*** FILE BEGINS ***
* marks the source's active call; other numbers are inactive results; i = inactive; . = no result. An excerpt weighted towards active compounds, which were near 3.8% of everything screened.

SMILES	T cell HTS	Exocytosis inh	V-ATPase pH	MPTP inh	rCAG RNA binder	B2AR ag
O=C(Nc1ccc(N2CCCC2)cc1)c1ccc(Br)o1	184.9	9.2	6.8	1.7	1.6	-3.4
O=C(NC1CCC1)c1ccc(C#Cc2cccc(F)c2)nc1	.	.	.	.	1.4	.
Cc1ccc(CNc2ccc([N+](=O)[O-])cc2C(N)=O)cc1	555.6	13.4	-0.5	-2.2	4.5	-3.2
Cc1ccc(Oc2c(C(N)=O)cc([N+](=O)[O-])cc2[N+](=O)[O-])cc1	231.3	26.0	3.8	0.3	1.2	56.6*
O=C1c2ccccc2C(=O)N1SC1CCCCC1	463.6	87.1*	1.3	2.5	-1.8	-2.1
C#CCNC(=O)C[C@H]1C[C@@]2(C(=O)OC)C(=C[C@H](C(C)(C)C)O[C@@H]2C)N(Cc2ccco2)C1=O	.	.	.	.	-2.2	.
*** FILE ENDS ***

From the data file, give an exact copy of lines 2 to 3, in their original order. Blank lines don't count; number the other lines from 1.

SMILES	T cell HTS	Exocytosis inh	V-ATPase pH	MPTP inh	rCAG RNA binder	B2AR ag
O=C(Nc1ccc(N2CCCC2)cc1)c1ccc(Br)o1	184.9	9.2	6.8	1.7	1.6	-3.4